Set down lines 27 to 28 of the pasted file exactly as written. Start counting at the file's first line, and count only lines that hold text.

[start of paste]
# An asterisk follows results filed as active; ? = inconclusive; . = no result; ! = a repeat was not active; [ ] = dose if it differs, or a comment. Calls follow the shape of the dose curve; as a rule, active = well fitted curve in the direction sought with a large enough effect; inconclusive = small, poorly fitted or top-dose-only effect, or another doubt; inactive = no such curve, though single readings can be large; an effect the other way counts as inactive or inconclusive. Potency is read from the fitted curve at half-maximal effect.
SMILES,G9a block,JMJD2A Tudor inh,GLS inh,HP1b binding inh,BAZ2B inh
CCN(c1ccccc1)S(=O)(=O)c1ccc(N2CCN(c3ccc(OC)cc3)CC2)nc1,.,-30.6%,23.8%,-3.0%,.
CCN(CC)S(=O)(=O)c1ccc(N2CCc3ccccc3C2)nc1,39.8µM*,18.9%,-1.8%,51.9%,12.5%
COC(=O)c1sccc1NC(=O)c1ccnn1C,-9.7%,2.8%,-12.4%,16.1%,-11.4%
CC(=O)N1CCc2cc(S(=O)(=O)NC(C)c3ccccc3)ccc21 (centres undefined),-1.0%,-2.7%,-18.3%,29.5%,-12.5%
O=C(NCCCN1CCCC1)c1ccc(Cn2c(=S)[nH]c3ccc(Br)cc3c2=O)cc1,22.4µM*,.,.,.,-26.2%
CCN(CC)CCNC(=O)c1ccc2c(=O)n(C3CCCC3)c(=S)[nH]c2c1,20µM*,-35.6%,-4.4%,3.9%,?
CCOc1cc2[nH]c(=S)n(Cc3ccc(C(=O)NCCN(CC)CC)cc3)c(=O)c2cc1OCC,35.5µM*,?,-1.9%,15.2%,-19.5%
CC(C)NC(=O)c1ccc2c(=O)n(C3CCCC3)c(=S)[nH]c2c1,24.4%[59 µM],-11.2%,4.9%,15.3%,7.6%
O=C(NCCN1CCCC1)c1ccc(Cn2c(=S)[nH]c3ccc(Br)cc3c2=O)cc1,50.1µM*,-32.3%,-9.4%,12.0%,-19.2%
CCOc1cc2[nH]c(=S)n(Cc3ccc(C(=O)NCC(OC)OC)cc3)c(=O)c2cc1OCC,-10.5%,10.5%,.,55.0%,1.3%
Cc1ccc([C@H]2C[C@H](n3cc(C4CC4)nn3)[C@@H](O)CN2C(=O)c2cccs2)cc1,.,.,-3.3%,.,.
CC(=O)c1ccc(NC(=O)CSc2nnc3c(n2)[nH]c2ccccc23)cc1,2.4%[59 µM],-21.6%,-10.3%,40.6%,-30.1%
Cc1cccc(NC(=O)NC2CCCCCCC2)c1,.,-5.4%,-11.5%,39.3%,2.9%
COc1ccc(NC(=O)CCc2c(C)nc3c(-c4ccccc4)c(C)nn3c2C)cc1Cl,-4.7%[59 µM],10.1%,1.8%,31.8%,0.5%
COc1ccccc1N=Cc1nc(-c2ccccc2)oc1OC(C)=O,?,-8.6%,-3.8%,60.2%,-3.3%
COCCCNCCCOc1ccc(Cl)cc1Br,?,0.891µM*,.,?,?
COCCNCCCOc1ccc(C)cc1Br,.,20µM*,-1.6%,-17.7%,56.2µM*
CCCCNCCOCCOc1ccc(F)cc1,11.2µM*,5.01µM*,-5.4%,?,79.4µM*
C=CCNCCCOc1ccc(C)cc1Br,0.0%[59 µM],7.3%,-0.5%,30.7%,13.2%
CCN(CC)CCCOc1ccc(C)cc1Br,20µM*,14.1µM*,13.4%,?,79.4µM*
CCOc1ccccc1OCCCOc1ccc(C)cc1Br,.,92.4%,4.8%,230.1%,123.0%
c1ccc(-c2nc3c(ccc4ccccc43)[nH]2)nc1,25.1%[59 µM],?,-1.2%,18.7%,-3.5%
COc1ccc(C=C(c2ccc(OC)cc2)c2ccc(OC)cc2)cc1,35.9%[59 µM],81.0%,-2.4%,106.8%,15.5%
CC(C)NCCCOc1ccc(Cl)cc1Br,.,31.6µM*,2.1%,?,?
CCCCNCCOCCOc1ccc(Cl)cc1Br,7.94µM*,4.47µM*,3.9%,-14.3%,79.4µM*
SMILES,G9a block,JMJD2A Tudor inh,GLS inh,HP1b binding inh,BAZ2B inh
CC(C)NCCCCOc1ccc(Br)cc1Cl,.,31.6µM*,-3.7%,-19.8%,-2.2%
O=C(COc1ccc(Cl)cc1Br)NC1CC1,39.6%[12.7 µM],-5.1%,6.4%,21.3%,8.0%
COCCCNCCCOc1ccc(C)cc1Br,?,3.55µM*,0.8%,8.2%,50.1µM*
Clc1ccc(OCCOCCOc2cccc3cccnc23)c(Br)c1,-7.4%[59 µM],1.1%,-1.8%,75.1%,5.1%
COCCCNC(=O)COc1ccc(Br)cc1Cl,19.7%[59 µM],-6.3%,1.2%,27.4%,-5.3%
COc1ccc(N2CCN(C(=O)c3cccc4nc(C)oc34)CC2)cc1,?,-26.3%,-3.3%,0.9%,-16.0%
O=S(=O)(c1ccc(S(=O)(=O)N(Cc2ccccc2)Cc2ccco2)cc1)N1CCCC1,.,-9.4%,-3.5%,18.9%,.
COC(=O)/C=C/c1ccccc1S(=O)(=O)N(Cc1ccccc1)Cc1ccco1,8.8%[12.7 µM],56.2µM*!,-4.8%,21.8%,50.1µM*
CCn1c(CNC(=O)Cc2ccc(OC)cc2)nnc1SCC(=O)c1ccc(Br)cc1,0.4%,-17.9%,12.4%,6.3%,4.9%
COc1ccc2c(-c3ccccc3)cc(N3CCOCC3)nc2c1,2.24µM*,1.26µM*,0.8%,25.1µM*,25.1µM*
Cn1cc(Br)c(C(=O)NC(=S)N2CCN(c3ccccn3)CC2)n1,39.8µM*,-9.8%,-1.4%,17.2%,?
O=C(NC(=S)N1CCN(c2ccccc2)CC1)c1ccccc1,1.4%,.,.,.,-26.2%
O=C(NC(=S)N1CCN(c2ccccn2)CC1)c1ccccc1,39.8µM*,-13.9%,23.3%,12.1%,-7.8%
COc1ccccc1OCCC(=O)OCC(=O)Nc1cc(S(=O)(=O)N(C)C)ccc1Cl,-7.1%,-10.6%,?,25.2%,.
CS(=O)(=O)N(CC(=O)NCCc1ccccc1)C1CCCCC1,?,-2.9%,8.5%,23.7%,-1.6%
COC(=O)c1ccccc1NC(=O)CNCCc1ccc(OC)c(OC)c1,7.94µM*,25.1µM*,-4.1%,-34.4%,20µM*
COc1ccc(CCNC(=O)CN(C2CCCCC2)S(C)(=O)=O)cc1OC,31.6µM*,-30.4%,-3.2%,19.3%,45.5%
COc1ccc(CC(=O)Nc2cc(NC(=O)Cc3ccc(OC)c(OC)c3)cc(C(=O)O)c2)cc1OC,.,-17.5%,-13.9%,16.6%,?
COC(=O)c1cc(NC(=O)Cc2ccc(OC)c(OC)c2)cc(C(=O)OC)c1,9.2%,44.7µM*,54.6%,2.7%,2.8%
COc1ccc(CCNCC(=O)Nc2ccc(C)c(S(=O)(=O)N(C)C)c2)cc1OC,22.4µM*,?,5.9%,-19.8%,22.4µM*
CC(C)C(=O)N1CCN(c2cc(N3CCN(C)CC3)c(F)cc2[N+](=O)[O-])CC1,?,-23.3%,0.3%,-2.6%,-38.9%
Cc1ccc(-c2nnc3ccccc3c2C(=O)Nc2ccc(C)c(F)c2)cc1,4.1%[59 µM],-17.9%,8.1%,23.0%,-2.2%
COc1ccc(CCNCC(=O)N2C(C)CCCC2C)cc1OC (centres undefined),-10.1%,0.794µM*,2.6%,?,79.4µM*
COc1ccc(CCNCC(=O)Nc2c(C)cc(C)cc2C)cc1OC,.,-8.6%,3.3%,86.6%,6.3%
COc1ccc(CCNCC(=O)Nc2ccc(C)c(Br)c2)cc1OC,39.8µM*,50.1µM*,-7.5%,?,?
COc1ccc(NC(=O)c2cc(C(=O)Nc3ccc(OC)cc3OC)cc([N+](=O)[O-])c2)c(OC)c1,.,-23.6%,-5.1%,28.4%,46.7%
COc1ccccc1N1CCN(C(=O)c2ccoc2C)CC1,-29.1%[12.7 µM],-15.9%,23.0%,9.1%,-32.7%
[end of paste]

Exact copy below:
CCCCNCCOCCOc1ccc(Cl)cc1Br,7.94µM*,4.47µM*,3.9%,-14.3%,79.4µM*
SMILES,G9a block,JMJD2A Tudor inh,GLS inh,HP1b binding inh,BAZ2B inh